Businesses are going green. Companies are constructing energy-efficient buildings. Fleets are switching to electric vehicles. Offices are switching from incandescent to fluorescent light bulbs. Computing for energy use and efficiency is not exactly a science that anyone can just learn overnight. There is a need to manage energy needs and expenditures in order to know how to do things more efficiently. This is where Enterprise Energy Management Systems will come in.

Not all consumers have an advanced grasp of energy spending. If you were asked to itemize energy use by function or by appliance in your household, you would have to do a lot of math. The same goes for an enterprise, and it’s even more complicated when you involve decision-making on infrastructure and other investments.

How Much Energy Does Your Business Use?

Consider the amount of energy your notebook computer costs in terms of power. You will have to dig through your manuals or labels for specifications. A typical HP notebook for instance, uses a 65-watt power brick. At full load and an 8-hour workday, that’s 65 x 8 or 520 watt-hours per day, or about 11.44 Kilowatt-hours (KWh) per month.

An appliance does not consume constant power levels though. For a laptop, it depends on whether the battery is currently charging or not. Then, you need to compute for this in dollar terms and refer to your monthly bill for the per-KWh cost of electricity. Sometimes, this fluctuates depending on peak and non-peak hours.

And that’s just for electricity. A business will use several forms and sources of energy, such as fuel for vehicles, gas for heating, and even water in the plumbing systems. Factor in all the equipment, tools, and appliances that the business requires to run. The math can certainly be daunting.

Energy Management Services

ENXSuite (news, site) is one example of a company that offers energy management solutions to enterprises. This startup's services include data management, sustainability planning and energy portfolio management. The ENXSuite software enables managers and decision-makers to track the use of their resources, whether they be electricity, gasoline, water, waste or greenhouse gases. Data collected can then be used in making decisions on how a business can become more efficient in energy use.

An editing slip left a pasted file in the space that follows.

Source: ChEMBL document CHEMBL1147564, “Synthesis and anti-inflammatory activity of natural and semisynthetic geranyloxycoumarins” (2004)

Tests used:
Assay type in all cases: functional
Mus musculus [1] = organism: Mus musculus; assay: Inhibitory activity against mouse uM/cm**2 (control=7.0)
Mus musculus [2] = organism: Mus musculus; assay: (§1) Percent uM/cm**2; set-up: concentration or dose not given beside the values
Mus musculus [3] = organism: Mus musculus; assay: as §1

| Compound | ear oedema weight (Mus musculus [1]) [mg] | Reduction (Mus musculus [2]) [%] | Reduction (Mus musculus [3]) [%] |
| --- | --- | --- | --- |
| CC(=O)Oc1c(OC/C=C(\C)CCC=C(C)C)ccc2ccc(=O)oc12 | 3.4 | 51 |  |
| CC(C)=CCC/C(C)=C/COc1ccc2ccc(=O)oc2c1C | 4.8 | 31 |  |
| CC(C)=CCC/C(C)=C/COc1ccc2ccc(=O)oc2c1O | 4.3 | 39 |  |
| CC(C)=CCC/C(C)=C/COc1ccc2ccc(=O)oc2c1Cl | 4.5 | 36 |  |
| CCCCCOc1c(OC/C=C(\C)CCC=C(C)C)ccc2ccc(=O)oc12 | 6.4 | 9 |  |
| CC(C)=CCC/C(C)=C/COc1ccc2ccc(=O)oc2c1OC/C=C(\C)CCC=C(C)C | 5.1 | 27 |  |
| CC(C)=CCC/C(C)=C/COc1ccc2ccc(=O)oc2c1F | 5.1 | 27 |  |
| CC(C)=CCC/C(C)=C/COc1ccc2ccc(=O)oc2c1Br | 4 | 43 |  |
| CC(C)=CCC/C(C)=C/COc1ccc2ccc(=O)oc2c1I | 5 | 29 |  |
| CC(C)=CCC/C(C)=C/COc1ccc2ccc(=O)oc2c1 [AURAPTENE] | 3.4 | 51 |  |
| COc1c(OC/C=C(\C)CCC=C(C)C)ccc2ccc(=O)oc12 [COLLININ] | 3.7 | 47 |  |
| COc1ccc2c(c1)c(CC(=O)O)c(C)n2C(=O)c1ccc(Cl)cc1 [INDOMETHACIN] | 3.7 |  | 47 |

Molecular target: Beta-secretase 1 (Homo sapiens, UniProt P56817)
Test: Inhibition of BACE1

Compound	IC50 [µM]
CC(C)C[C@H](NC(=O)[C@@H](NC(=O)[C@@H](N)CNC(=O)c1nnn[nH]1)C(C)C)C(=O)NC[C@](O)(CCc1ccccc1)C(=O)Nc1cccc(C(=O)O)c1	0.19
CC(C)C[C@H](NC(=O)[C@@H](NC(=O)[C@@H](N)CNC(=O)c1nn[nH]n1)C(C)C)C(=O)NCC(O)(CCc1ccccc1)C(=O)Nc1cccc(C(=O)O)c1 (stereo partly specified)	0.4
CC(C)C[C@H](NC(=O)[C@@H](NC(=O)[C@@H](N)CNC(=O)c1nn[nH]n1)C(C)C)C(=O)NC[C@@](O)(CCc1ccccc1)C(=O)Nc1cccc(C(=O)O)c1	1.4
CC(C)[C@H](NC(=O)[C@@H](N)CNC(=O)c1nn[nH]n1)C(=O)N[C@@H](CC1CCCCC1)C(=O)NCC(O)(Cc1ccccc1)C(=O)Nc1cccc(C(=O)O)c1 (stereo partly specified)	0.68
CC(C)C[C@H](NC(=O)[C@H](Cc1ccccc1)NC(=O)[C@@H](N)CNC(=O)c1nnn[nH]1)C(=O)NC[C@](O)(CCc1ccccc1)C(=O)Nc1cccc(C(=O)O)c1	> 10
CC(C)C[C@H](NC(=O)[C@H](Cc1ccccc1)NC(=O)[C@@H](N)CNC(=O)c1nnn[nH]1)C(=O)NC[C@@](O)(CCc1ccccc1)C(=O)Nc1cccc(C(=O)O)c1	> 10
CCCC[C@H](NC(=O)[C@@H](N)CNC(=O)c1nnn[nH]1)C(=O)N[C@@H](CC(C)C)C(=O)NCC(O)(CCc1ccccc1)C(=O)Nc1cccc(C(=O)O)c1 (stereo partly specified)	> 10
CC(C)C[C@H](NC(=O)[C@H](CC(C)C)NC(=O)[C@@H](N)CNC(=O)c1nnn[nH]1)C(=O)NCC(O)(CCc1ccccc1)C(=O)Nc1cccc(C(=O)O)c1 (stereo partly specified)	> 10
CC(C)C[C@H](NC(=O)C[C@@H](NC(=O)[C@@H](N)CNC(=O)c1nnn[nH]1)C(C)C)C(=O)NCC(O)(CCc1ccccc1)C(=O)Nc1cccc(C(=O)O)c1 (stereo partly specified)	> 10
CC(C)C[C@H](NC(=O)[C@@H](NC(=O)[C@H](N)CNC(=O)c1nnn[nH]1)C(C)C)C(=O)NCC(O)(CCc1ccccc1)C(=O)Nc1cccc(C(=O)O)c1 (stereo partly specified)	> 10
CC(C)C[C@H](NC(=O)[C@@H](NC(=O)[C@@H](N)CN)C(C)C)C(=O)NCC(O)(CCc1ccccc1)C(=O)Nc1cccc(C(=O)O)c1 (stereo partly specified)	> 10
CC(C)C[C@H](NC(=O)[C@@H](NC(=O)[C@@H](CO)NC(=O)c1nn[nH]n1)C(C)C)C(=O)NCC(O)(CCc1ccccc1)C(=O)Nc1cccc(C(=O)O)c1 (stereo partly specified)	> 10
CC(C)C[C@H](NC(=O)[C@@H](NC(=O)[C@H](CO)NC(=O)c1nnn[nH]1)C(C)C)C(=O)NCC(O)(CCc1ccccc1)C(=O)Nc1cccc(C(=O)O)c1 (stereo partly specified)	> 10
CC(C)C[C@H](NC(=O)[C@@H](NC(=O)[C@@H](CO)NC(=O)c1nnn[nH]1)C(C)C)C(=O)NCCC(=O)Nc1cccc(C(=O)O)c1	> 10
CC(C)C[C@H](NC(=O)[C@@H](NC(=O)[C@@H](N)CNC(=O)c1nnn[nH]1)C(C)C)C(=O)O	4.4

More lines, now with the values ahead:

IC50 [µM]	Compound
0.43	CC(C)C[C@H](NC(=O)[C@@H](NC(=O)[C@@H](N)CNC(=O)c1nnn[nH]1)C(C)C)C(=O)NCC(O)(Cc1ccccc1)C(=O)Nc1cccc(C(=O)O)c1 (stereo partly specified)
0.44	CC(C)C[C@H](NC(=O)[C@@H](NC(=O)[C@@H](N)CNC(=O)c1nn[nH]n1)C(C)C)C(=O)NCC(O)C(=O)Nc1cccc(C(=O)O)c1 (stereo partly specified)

Among the concerns that need to be addressed is the standard for tracking data pertaining to energy use. ENXSuite CEO Beatriz Infante stresses the importance of the system of record in energy-management. “We've been managing energy at the facility level. But at the corporate level, there hasn't been a system of record of how you're spending and how you're managing electricity or the gas bill,” she says.

ENXSuite is not alone in offering energy-management services. More established companies have either acquired or set-up their own energy-management services. For instance, SAP (news, site) acquired carbon-management software developer Clear Standards in 2009. Other startups like Hara Software and C3 are also entering into the energy management services industry.

Toward the Goal of Sustainability

Energy consumption is just one side of the coin. With sustainability and efficiency in mind, businesses are investing in greener infrastructure and equipment that can potentially save costs and reduce a carbon footprint. For instance, there is a shift to energy-efficient buildings, such as those that use the natural flow of the wind for ventilation and air conditioning. There are also simpler solutions, like replacing all light bulbs with energy-efficient technologies like LED or CFL, or using window panes that have better insulation. Meanwhile, a more labor-friendly option might include giving rebates or incentives to employees who buy hybrid or electric vehicles.

These ideas may be a significant investment in the short-run, but determining whether the returns will be worth it will be the job of an energy management service. Software will do the job of collecting and collating data, such as usage patterns and costs. Projections will be made when new technologies are adopted, and will be modeled for comparison, aiding in decision-making processes.

For businesses, governments and communities looking into sustainability and energy-efficiency as long-term goals, enterprise energy management is viewed as an up-and-coming form of CRM. The main goal here is a noble one -- reducing a carbon footprint and making business more sustainable in the face of fast-depleting natural resources.